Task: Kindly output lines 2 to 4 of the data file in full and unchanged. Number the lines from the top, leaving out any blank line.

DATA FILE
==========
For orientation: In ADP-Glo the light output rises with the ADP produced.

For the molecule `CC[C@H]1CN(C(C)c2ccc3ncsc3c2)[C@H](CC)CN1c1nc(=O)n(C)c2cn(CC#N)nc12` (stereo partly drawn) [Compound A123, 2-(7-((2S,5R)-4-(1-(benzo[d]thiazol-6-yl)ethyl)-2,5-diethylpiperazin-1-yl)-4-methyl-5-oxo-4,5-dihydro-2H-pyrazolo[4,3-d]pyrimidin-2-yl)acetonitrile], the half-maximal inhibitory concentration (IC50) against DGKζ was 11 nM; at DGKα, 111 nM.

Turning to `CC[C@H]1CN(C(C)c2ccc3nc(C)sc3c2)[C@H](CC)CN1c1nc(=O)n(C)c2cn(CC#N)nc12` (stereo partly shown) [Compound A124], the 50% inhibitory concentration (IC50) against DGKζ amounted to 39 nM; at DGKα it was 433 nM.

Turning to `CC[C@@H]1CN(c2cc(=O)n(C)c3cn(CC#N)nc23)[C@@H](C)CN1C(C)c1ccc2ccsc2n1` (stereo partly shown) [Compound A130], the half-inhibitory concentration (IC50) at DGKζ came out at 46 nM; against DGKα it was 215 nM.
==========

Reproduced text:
For the molecule `CC[C@H]1CN(C(C)c2ccc3ncsc3c2)[C@H](CC)CN1c1nc(=O)n(C)c2cn(CC#N)nc12` (stereo partly drawn) [Compound A123, 2-(7-((2S,5R)-4-(1-(benzo[d]thiazol-6-yl)ethyl)-2,5-diethylpiperazin-1-yl)-4-methyl-5-oxo-4,5-dihydro-2H-pyrazolo[4,3-d]pyrimidin-2-yl)acetonitrile], the half-maximal inhibitory concentration (IC50) against DGKζ was 11 nM; at DGKα, 111 nM.

Turning to `CC[C@H]1CN(C(C)c2ccc3nc(C)sc3c2)[C@H](CC)CN1c1nc(=O)n(C)c2cn(CC#N)nc12` (stereo partly shown) [Compound A124], the 50% inhibitory concentration (IC50) against DGKζ amounted to 39 nM; at DGKα it was 433 nM.

Turning to `CC[C@@H]1CN(c2cc(=O)n(C)c3cn(CC#N)nc23)[C@@H](C)CN1C(C)c1ccc2ccsc2n1` (stereo partly shown) [Compound A130], the half-inhibitory concentration (IC50) at DGKζ came out at 46 nM; against DGKα it was 215 nM.